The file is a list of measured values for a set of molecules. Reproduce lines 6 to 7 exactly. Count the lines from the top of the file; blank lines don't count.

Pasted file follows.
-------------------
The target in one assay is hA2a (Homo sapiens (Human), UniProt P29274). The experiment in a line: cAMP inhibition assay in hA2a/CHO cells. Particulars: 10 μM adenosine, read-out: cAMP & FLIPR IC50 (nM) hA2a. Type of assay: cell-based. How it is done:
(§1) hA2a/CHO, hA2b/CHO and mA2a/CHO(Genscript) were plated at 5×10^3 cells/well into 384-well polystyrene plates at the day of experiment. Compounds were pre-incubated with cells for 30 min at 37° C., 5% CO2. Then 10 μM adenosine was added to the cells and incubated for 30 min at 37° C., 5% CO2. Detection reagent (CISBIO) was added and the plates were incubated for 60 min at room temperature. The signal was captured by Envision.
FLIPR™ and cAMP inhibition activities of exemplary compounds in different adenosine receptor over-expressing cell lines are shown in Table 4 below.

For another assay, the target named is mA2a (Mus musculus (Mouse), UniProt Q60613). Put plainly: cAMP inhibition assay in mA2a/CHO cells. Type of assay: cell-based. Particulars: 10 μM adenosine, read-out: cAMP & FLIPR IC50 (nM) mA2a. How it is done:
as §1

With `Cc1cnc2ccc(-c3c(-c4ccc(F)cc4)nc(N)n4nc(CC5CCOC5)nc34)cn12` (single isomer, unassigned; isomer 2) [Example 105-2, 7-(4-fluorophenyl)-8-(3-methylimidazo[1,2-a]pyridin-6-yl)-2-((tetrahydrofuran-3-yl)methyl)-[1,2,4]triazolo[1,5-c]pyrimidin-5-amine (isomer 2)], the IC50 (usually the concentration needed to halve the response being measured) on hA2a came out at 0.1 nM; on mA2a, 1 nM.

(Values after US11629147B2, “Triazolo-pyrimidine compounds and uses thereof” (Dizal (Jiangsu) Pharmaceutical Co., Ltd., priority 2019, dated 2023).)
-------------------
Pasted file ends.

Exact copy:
With `Cc1cnc2ccc(-c3c(-c4ccc(F)cc4)nc(N)n4nc(CC5CCOC5)nc34)cn12` (single isomer, unassigned; isomer 2) [Example 105-2, 7-(4-fluorophenyl)-8-(3-methylimidazo[1,2-a]pyridin-6-yl)-2-((tetrahydrofuran-3-yl)methyl)-[1,2,4]triazolo[1,5-c]pyrimidin-5-amine (isomer 2)], the IC50 (usually the concentration needed to halve the response being measured) on hA2a came out at 0.1 nM; on mA2a, 1 nM.

(Values after US11629147B2, “Triazolo-pyrimidine compounds and uses thereof” (Dizal (Jiangsu) Pharmaceutical Co., Ltd., priority 2019, dated 2023).)